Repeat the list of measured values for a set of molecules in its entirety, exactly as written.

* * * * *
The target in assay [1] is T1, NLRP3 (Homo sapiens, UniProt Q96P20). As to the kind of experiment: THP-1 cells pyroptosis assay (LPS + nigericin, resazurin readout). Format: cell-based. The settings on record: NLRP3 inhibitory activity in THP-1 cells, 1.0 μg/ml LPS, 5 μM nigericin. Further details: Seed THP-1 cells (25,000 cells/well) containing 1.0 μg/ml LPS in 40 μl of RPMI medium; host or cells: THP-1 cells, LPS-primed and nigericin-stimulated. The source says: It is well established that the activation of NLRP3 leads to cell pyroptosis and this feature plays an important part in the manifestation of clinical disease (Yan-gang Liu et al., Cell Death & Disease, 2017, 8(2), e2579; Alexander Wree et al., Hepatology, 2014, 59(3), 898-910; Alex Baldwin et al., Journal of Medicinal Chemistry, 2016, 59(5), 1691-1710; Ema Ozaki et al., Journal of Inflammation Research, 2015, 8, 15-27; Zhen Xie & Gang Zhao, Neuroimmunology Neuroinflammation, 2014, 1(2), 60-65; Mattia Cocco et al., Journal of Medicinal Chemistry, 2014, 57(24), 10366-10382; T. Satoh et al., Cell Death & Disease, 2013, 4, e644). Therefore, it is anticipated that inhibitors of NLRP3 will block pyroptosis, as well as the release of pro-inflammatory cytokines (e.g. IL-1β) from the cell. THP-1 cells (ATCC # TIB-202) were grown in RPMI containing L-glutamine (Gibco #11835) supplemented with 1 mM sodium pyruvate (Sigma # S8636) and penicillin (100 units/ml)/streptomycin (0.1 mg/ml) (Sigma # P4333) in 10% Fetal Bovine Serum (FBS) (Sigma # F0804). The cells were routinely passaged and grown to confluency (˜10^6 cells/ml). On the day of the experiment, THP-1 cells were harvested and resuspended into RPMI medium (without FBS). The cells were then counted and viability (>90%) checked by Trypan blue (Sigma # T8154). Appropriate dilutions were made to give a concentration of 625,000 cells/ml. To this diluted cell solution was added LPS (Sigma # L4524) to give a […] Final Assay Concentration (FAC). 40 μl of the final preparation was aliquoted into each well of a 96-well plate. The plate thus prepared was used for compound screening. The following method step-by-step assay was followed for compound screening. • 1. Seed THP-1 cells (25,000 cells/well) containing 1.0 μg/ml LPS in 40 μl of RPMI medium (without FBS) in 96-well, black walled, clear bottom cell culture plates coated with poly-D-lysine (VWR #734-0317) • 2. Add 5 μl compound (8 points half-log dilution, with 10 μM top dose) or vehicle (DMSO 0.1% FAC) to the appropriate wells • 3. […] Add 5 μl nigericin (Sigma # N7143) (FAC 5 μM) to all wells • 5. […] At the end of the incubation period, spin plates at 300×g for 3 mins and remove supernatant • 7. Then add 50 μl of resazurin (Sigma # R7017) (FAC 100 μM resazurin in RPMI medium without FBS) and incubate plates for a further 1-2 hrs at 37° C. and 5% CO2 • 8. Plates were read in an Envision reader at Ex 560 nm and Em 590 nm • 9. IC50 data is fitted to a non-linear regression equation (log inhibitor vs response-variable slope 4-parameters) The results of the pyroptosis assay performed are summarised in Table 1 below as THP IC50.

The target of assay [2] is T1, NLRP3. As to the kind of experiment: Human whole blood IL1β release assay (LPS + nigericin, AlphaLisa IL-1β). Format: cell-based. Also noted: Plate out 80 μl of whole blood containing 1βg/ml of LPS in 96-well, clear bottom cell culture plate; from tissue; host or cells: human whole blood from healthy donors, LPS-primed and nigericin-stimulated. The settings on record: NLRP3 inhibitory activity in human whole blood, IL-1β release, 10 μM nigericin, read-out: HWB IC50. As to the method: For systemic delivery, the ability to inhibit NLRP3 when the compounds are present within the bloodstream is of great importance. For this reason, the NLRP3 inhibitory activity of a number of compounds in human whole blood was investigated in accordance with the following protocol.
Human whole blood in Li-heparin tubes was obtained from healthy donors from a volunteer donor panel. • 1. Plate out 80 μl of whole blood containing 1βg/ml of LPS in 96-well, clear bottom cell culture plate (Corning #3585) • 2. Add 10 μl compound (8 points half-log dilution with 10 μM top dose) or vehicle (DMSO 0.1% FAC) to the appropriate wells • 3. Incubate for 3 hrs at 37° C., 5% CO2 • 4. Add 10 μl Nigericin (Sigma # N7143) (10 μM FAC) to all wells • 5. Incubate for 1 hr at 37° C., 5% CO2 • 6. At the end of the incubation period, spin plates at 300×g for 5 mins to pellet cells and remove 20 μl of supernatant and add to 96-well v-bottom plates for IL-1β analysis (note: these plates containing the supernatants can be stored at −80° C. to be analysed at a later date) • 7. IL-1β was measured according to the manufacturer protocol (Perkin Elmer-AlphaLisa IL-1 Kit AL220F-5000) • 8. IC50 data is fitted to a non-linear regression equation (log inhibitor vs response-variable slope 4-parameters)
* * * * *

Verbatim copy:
The target in assay [1] is T1, NLRP3 (Homo sapiens, UniProt Q96P20). As to the kind of experiment: THP-1 cells pyroptosis assay (LPS + nigericin, resazurin readout). Format: cell-based. The settings on record: NLRP3 inhibitory activity in THP-1 cells, 1.0 μg/ml LPS, 5 μM nigericin. Further details: Seed THP-1 cells (25,000 cells/well) containing 1.0 μg/ml LPS in 40 μl of RPMI medium; host or cells: THP-1 cells, LPS-primed and nigericin-stimulated. The source says: It is well established that the activation of NLRP3 leads to cell pyroptosis and this feature plays an important part in the manifestation of clinical disease (Yan-gang Liu et al., Cell Death & Disease, 2017, 8(2), e2579; Alexander Wree et al., Hepatology, 2014, 59(3), 898-910; Alex Baldwin et al., Journal of Medicinal Chemistry, 2016, 59(5), 1691-1710; Ema Ozaki et al., Journal of Inflammation Research, 2015, 8, 15-27; Zhen Xie & Gang Zhao, Neuroimmunology Neuroinflammation, 2014, 1(2), 60-65; Mattia Cocco et al., Journal of Medicinal Chemistry, 2014, 57(24), 10366-10382; T. Satoh et al., Cell Death & Disease, 2013, 4, e644). Therefore, it is anticipated that inhibitors of NLRP3 will block pyroptosis, as well as the release of pro-inflammatory cytokines (e.g. IL-1β) from the cell. THP-1 cells (ATCC # TIB-202) were grown in RPMI containing L-glutamine (Gibco #11835) supplemented with 1 mM sodium pyruvate (Sigma # S8636) and penicillin (100 units/ml)/streptomycin (0.1 mg/ml) (Sigma # P4333) in 10% Fetal Bovine Serum (FBS) (Sigma # F0804). The cells were routinely passaged and grown to confluency (˜10^6 cells/ml). On the day of the experiment, THP-1 cells were harvested and resuspended into RPMI medium (without FBS). The cells were then counted and viability (>90%) checked by Trypan blue (Sigma # T8154). Appropriate dilutions were made to give a concentration of 625,000 cells/ml. To this diluted cell solution was added LPS (Sigma # L4524) to give a […] Final Assay Concentration (FAC). 40 μl of the final preparation was aliquoted into each well of a 96-well plate. The plate thus prepared was used for compound screening. The following method step-by-step assay was followed for compound screening. • 1. Seed THP-1 cells (25,000 cells/well) containing 1.0 μg/ml LPS in 40 μl of RPMI medium (without FBS) in 96-well, black walled, clear bottom cell culture plates coated with poly-D-lysine (VWR #734-0317) • 2. Add 5 μl compound (8 points half-log dilution, with 10 μM top dose) or vehicle (DMSO 0.1% FAC) to the appropriate wells • 3. […] Add 5 μl nigericin (Sigma # N7143) (FAC 5 μM) to all wells • 5. […] At the end of the incubation period, spin plates at 300×g for 3 mins and remove supernatant • 7. Then add 50 μl of resazurin (Sigma # R7017) (FAC 100 μM resazurin in RPMI medium without FBS) and incubate plates for a further 1-2 hrs at 37° C. and 5% CO2 • 8. Plates were read in an Envision reader at Ex 560 nm and Em 590 nm • 9. IC50 data is fitted to a non-linear regression equation (log inhibitor vs response-variable slope 4-parameters) The results of the pyroptosis assay performed are summarised in Table 1 below as THP IC50.

The target of assay [2] is T1, NLRP3. As to the kind of experiment: Human whole blood IL1β release assay (LPS + nigericin, AlphaLisa IL-1β). Format: cell-based. Also noted: Plate out 80 μl of whole blood containing 1βg/ml of LPS in 96-well, clear bottom cell culture plate; from tissue; host or cells: human whole blood from healthy donors, LPS-primed and nigericin-stimulated. The settings on record: NLRP3 inhibitory activity in human whole blood, IL-1β release, 10 μM nigericin, read-out: HWB IC50. As to the method: For systemic delivery, the ability to inhibit NLRP3 when the compounds are present within the bloodstream is of great importance. For this reason, the NLRP3 inhibitory activity of a number of compounds in human whole blood was investigated in accordance with the following protocol.
Human whole blood in Li-heparin tubes was obtained from healthy donors from a volunteer donor panel. • 1. Plate out 80 μl of whole blood containing 1βg/ml of LPS in 96-well, clear bottom cell culture plate (Corning #3585) • 2. Add 10 μl compound (8 points half-log dilution with 10 μM top dose) or vehicle (DMSO 0.1% FAC) to the appropriate wells • 3. Incubate for 3 hrs at 37° C., 5% CO2 • 4. Add 10 μl Nigericin (Sigma # N7143) (10 μM FAC) to all wells • 5. Incubate for 1 hr at 37° C., 5% CO2 • 6. At the end of the incubation period, spin plates at 300×g for 5 mins to pellet cells and remove 20 μl of supernatant and add to 96-well v-bottom plates for IL-1β analysis (note: these plates containing the supernatants can be stored at −80° C. to be analysed at a later date) • 7. IL-1β was measured according to the manufacturer protocol (Perkin Elmer-AlphaLisa IL-1 Kit AL220F-5000) • 8. IC50 data is fitted to a non-linear regression equation (log inhibitor vs response-variable slope 4-parameters)